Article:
In order to provide homeless women driven away from the City County Building with a place to sleep, the Salvation Army of Dane County women’s shelter is increasing the number of days per year each woman may stay in the facility.

The women’s shelter is increasing the number of days that single women over the age of 18 may stay in the facility from 60 to 90 days per year as a trial run. The shelter has worked closely with Porchlight, which runs the men’s shelter, and the YWCA to try to provide more opportunities for people to find somewhere to sleep legally, Karen Potneck, services coordinator for the Salvation Army of Dane County women’s shelter, said.

This increase in available days is in direct response to the homeless being banned from the steps of the City County Building, Potneck said.

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All women who have already used up their 60 days for the year may go back to stay another 30 days at the shelter, according to a statement by the Salvation Army of Dane County.

The specific increase in days was chosen because that is the number of days available to families at the family shelter every year, she said.

“Our families can stay for 90 days, and we wanted to be as fair as possible,” Potneck said.

There is typically more funding for programs aimed at assisting families, whereas programs for single individuals are typically less supported, Potneck said.

The increase to 90 days is also designed to provide more time for homeless individuals to find a place to stay once their time at the shelter has run out, she said.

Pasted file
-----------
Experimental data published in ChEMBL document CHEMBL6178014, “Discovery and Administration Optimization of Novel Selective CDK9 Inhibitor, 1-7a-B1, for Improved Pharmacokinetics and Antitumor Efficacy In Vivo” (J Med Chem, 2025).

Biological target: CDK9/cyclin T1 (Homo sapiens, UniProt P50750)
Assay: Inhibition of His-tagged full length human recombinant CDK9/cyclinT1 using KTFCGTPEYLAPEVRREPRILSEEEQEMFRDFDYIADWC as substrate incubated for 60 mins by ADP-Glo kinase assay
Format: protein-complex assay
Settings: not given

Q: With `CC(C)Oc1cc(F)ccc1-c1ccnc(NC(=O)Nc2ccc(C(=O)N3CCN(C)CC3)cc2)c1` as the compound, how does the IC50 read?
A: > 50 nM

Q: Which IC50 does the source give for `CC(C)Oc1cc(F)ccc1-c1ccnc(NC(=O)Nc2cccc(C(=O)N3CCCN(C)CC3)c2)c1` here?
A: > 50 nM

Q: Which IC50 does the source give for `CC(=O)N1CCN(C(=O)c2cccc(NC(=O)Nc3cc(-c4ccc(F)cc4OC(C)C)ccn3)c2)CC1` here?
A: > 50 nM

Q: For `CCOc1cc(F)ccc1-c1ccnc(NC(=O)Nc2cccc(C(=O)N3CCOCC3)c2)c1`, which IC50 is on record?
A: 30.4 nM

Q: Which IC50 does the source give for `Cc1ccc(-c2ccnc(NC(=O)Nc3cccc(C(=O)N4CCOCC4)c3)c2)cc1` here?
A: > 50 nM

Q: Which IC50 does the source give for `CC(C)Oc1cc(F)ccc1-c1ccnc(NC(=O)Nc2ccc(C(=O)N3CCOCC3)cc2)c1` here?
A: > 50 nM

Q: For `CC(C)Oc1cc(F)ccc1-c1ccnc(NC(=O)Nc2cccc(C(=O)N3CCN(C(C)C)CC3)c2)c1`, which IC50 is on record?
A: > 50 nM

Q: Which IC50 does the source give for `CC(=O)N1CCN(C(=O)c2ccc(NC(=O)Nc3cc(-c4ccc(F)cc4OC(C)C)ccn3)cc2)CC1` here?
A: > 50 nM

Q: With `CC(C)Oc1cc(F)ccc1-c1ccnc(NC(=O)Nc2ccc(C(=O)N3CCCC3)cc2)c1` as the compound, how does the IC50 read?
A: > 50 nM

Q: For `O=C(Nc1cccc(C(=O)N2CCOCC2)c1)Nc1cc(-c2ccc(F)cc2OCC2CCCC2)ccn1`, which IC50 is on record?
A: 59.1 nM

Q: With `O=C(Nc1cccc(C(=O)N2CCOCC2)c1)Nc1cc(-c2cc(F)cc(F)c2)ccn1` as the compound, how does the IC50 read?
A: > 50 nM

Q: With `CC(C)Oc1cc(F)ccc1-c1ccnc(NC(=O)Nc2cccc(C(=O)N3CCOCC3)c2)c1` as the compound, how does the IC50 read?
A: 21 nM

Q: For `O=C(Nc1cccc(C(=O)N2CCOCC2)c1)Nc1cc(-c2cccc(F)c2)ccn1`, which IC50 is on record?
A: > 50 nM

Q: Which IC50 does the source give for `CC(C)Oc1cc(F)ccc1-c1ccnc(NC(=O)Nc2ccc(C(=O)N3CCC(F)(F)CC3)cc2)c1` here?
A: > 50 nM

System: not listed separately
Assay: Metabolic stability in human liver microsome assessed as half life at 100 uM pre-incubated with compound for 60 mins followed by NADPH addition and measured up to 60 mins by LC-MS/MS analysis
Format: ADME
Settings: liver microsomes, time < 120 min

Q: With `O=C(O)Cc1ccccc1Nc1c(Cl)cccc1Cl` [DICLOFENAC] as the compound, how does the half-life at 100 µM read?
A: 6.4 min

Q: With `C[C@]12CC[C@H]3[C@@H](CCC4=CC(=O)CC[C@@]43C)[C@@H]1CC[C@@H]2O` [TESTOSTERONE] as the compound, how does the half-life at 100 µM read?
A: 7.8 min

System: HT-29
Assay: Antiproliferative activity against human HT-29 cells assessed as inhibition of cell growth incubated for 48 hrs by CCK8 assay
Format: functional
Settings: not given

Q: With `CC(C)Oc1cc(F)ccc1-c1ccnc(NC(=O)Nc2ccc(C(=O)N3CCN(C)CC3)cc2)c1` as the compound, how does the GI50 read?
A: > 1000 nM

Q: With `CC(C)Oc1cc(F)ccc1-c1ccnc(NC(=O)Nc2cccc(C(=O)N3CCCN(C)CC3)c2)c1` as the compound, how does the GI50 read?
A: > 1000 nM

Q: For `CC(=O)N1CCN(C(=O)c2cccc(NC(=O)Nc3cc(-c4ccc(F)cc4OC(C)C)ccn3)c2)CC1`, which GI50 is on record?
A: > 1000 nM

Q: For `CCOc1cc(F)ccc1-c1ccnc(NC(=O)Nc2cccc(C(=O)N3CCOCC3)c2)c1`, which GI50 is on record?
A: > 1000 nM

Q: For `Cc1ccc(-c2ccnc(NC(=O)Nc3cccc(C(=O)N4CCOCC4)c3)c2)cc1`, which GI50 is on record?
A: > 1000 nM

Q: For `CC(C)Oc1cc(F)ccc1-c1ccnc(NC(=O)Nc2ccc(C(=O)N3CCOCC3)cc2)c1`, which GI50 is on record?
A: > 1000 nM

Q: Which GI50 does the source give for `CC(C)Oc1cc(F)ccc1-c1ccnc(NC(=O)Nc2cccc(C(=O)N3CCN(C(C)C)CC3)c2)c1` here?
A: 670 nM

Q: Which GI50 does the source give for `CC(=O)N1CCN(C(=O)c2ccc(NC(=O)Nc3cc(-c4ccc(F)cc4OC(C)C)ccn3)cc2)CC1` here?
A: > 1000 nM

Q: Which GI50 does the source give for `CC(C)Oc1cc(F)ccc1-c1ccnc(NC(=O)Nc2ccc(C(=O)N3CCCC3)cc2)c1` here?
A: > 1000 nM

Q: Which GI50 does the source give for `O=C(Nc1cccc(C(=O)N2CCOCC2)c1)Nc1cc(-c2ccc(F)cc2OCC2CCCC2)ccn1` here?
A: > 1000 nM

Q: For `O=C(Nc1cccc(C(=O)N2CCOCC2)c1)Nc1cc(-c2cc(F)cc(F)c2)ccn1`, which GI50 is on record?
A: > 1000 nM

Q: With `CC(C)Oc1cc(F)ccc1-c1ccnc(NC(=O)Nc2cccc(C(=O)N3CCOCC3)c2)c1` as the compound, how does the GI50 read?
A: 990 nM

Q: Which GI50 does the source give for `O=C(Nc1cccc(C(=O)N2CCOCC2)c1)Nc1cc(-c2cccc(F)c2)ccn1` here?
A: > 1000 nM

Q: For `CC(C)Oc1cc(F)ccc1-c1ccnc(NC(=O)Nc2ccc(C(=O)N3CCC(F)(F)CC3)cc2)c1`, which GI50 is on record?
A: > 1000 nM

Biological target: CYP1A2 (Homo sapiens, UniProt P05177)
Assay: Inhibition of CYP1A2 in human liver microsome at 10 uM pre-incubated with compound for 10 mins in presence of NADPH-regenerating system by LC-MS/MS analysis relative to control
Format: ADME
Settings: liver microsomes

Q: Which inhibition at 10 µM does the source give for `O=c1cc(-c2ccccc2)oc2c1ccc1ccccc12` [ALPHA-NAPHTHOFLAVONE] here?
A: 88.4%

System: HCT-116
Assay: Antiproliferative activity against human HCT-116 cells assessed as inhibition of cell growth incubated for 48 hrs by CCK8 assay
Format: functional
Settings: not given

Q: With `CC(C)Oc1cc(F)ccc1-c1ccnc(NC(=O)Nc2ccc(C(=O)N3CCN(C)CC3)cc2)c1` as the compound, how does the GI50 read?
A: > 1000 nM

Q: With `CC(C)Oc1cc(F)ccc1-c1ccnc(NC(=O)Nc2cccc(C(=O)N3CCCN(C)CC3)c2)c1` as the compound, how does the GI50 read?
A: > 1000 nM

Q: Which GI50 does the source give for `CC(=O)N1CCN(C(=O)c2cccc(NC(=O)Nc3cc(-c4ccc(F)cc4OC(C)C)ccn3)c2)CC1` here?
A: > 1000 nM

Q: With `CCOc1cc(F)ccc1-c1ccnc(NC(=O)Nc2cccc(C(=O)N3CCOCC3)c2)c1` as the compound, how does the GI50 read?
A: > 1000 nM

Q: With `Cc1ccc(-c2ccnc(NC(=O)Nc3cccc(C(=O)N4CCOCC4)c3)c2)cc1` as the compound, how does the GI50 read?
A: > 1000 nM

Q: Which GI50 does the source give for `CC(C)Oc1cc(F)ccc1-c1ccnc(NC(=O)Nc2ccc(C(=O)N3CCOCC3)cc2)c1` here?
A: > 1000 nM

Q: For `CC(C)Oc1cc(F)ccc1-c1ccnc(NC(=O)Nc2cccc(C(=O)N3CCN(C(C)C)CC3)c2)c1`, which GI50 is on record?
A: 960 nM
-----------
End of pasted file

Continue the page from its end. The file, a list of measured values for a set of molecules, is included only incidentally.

“In Madison, it is almost impossible to find affordable housing, especially in 60 days,” Potneck said. “This will give women more time to find housing.”

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Though this increases the number of days per year that a woman may stay in the shelter, it does not change the number of women that can stay in the shelter every night — that number remains capped at 30, she said. The fact that the same number of women will be helped every night will help the shelter from becoming overwhelmed by demand.

With winter approaching, the shelters are nearing the time of “cold weather nights,” which occur when the temperature drops below 20 degrees. In this case, all women are welcomed into the shelter, according to the statement.

“This puts a strain on our budget with feeding and staffing,” Potneck said. “But somehow, someway, we still make it work.”

Procuring enough funding to provide suitable living quarters and meals is an ongoing challenge for many shelters, and the women’s shelter is no exception.

Though winter does pose a hardship for many homeless individuals, Potneck said she worries about women even when temperatures are not subzero.

“I worry the most about the women who run out of their days when it is 30 degrees out,” Potneck said. “That’s still cold.”